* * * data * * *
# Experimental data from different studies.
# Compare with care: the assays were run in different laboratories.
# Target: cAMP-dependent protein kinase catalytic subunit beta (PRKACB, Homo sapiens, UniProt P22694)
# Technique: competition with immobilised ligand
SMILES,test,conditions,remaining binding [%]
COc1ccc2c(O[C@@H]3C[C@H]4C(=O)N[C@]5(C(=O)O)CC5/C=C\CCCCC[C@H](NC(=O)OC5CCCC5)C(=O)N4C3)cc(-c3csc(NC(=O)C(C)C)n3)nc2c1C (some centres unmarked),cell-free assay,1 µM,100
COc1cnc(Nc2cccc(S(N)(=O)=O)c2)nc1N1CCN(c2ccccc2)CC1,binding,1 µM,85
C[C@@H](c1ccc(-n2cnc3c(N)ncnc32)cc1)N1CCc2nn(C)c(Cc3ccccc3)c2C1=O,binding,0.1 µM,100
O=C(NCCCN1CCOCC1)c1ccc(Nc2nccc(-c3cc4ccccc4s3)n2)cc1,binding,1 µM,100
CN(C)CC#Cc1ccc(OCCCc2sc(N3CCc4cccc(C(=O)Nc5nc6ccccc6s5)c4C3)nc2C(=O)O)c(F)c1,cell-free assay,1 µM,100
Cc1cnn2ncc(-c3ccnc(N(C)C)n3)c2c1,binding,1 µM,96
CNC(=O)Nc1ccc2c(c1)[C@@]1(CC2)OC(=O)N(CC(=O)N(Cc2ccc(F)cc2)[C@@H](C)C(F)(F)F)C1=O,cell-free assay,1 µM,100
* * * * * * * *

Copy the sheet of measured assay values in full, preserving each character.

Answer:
# Experimental data from different studies.
# Compare with care: the assays were run in different laboratories.
# Target: cAMP-dependent protein kinase catalytic subunit beta (PRKACB, Homo sapiens, UniProt P22694)
# Technique: competition with immobilised ligand
SMILES,test,conditions,remaining binding [%]
COc1ccc2c(O[C@@H]3C[C@H]4C(=O)N[C@]5(C(=O)O)CC5/C=C\CCCCC[C@H](NC(=O)OC5CCCC5)C(=O)N4C3)cc(-c3csc(NC(=O)C(C)C)n3)nc2c1C (some centres unmarked),cell-free assay,1 µM,100
COc1cnc(Nc2cccc(S(N)(=O)=O)c2)nc1N1CCN(c2ccccc2)CC1,binding,1 µM,85
C[C@@H](c1ccc(-n2cnc3c(N)ncnc32)cc1)N1CCc2nn(C)c(Cc3ccccc3)c2C1=O,binding,0.1 µM,100
O=C(NCCCN1CCOCC1)c1ccc(Nc2nccc(-c3cc4ccccc4s3)n2)cc1,binding,1 µM,100
CN(C)CC#Cc1ccc(OCCCc2sc(N3CCc4cccc(C(=O)Nc5nc6ccccc6s5)c4C3)nc2C(=O)O)c(F)c1,cell-free assay,1 µM,100
Cc1cnn2ncc(-c3ccnc(N(C)C)n3)c2c1,binding,1 µM,96
CNC(=O)Nc1ccc2c(c1)[C@@]1(CC2)OC(=O)N(CC(=O)N(Cc2ccc(F)cc2)[C@@H](C)C(F)(F)F)C1=O,cell-free assay,1 µM,100